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Mint: species and varieties for balcony and garden

20.01.2022  /  Reading time: 16 minutes

Mint is a popular and refreshing herb that is mainly used in tea or cocktails. But it is more diverse than you might think: the mint genus(Mentha) comprises around 20 - 30 accepted species! It is difficult to define these species precisely, as mints tend to form hybrids (bastards). Most mint species are native to humid locations in the northern hemisphere and are great for growing in the shady, damp corners of our gardens. Find out here which mint species grow wild and which mint varieties should definitely not be missing from your herb garden!

This article contains:

  1. Native mint species: field mint & co.
  2. Classic mints
  3. Mint varieties for tea
  4. Special, aromatic mint varieties

Native mint species: field mint & co.

Field mint (Mentha arvensis)

Field mint is also known as corn mint or field mint. It can be found in almost all temperate regions of the northern hemisphere. As its name suggests, field mint likes to colonize arable land or nutrient-rich, damp ditches, fallow land and marshy meadows. Like many other types of mint, field mint is edible in small quantities. In larger quantities, the essential oils it contains can become poisonous. However, you can use most mints for tea blends or in salads. Its leaves and the upper part of the stem are slightly hairy and relatively soft. Some shoots therefore tend to grow lying along the ground. Field mint grows less vigorously than other types of mint and usually only reaches a size of 5 to 30 cm. The flowers of field mint develop as round pseudo whorls in the leaf axils of fully developed leaves. They bloom there from July to October.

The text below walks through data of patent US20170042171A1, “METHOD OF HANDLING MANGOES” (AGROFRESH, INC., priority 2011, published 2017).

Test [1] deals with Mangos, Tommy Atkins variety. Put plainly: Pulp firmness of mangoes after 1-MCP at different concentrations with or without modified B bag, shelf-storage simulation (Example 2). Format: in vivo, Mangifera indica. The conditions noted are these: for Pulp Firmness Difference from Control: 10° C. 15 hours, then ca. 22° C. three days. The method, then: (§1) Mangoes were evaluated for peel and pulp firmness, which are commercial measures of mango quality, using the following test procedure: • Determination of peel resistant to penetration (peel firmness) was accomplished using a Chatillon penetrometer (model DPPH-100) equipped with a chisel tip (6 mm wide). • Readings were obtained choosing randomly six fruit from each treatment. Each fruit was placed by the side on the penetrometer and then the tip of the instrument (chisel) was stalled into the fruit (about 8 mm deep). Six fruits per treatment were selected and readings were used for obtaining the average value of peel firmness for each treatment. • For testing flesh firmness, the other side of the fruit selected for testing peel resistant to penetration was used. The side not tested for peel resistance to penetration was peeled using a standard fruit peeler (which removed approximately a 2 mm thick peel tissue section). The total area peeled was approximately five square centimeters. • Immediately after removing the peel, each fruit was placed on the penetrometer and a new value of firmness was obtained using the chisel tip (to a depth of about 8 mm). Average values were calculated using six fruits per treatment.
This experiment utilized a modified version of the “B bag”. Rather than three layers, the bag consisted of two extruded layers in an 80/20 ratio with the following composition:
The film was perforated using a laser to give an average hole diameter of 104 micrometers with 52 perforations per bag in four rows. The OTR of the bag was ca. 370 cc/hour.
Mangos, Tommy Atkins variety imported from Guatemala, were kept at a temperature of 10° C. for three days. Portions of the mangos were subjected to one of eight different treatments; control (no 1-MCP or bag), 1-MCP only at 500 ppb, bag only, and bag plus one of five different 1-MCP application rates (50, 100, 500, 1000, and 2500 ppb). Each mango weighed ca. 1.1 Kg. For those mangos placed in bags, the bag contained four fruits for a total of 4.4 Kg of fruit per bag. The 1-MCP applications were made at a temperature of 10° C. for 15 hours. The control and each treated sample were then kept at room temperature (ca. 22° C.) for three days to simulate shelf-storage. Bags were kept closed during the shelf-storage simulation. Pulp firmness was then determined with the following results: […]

Field mint
The flowers of field mint form round pseudo whorls in the leaf axils. Image: AnRo0002, CC0, via Wikimedia Commons

Apple mint(Mentha suaveolens)

Apple mint has light green, soft, round-oval leaves, which is why it is often referred to as round-leaved mint. It does indeed have a fruity apple aroma and is therefore popular in teas. It is native to this area and occurs mainly on wet or even temporarily flooded grassland. It therefore copes quite well with changing moisture conditions. Apple mint occurs as a wild herb not only in Europe, but also in Asia and North Africa. It is extremely vigorous and grows up to one meter high. The leaves of apple mint are pleasantly soft due to their hairiness. From July to September, numerous insects and beneficial insects cavort around the white to purple flowers, which form terminal false spikes.